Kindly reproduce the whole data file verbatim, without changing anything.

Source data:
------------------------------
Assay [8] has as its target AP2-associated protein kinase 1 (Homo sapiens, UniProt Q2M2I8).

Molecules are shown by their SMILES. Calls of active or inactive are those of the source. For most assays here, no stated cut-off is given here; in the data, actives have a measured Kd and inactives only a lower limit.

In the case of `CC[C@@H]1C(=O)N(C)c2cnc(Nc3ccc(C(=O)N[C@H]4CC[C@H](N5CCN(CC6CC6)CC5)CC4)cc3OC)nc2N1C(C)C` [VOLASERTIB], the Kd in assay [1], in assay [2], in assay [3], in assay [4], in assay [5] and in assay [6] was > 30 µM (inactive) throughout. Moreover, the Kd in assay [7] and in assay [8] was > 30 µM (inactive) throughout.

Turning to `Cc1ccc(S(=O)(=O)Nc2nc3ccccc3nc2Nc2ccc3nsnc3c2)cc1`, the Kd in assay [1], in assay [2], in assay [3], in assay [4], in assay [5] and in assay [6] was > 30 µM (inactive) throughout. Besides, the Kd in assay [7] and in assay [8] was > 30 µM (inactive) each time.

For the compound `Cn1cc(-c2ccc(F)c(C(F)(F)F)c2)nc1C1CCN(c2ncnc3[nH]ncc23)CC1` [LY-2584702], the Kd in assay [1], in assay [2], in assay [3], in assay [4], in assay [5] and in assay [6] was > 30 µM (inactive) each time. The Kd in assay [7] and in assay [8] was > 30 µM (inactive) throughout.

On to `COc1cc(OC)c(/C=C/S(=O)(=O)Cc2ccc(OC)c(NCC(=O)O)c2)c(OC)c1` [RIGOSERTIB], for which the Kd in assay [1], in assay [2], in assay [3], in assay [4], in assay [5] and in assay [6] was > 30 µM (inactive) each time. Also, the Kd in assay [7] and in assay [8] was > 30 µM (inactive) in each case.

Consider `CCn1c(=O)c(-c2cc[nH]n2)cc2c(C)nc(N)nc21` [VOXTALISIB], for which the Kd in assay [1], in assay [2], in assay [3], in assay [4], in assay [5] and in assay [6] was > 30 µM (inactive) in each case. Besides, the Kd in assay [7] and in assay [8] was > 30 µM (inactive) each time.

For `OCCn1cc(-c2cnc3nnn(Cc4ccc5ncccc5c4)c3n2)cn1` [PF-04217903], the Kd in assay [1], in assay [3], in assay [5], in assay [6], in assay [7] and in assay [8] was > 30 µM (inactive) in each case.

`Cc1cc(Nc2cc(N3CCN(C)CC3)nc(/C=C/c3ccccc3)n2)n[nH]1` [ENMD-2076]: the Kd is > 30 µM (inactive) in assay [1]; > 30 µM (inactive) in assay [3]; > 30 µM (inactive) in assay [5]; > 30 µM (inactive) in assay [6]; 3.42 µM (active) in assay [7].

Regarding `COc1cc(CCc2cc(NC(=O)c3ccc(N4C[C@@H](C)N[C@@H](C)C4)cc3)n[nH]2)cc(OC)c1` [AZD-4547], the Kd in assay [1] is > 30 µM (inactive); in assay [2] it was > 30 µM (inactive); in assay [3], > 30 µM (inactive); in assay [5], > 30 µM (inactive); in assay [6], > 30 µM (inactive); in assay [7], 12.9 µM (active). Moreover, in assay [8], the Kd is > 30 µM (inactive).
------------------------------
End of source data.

Assay [8] has as its target AP2-associated protein kinase 1 (Homo sapiens, UniProt Q2M2I8).

Molecules are shown by their SMILES. Calls of active or inactive are those of the source. For most assays here, no stated cut-off is given here; in the data, actives have a measured Kd and inactives only a lower limit.

In the case of `CC[C@@H]1C(=O)N(C)c2cnc(Nc3ccc(C(=O)N[C@H]4CC[C@H](N5CCN(CC6CC6)CC5)CC4)cc3OC)nc2N1C(C)C` [VOLASERTIB], the Kd in assay [1], in assay [2], in assay [3], in assay [4], in assay [5] and in assay [6] was > 30 µM (inactive) throughout. Moreover, the Kd in assay [7] and in assay [8] was > 30 µM (inactive) throughout.

Turning to `Cc1ccc(S(=O)(=O)Nc2nc3ccccc3nc2Nc2ccc3nsnc3c2)cc1`, the Kd in assay [1], in assay [2], in assay [3], in assay [4], in assay [5] and in assay [6] was > 30 µM (inactive) throughout. Besides, the Kd in assay [7] and in assay [8] was > 30 µM (inactive) each time.

For the compound `Cn1cc(-c2ccc(F)c(C(F)(F)F)c2)nc1C1CCN(c2ncnc3[nH]ncc23)CC1` [LY-2584702], the Kd in assay [1], in assay [2], in assay [3], in assay [4], in assay [5] and in assay [6] was > 30 µM (inactive) each time. The Kd in assay [7] and in assay [8] was > 30 µM (inactive) throughout.

On to `COc1cc(OC)c(/C=C/S(=O)(=O)Cc2ccc(OC)c(NCC(=O)O)c2)c(OC)c1` [RIGOSERTIB], for which the Kd in assay [1], in assay [2], in assay [3], in assay [4], in assay [5] and in assay [6] was > 30 µM (inactive) each time. Also, the Kd in assay [7] and in assay [8] was > 30 µM (inactive) in each case.

Consider `CCn1c(=O)c(-c2cc[nH]n2)cc2c(C)nc(N)nc21` [VOXTALISIB], for which the Kd in assay [1], in assay [2], in assay [3], in assay [4], in assay [5] and in assay [6] was > 30 µM (inactive) in each case. Besides, the Kd in assay [7] and in assay [8] was > 30 µM (inactive) each time.

For `OCCn1cc(-c2cnc3nnn(Cc4ccc5ncccc5c4)c3n2)cn1` [PF-04217903], the Kd in assay [1], in assay [3], in assay [5], in assay [6], in assay [7] and in assay [8] was > 30 µM (inactive) in each case.

`Cc1cc(Nc2cc(N3CCN(C)CC3)nc(/C=C/c3ccccc3)n2)n[nH]1` [ENMD-2076]: the Kd is > 30 µM (inactive) in assay [1]; > 30 µM (inactive) in assay [3]; > 30 µM (inactive) in assay [5]; > 30 µM (inactive) in assay [6]; 3.42 µM (active) in assay [7].

Regarding `COc1cc(CCc2cc(NC(=O)c3ccc(N4C[C@@H](C)N[C@@H](C)C4)cc3)n[nH]2)cc(OC)c1` [AZD-4547], the Kd in assay [1] is > 30 µM (inactive); in assay [2] it was > 30 µM (inactive); in assay [3], > 30 µM (inactive); in assay [5], > 30 µM (inactive); in assay [6], > 30 µM (inactive); in assay [7], 12.9 µM (active). Moreover, in assay [8], the Kd is > 30 µM (inactive).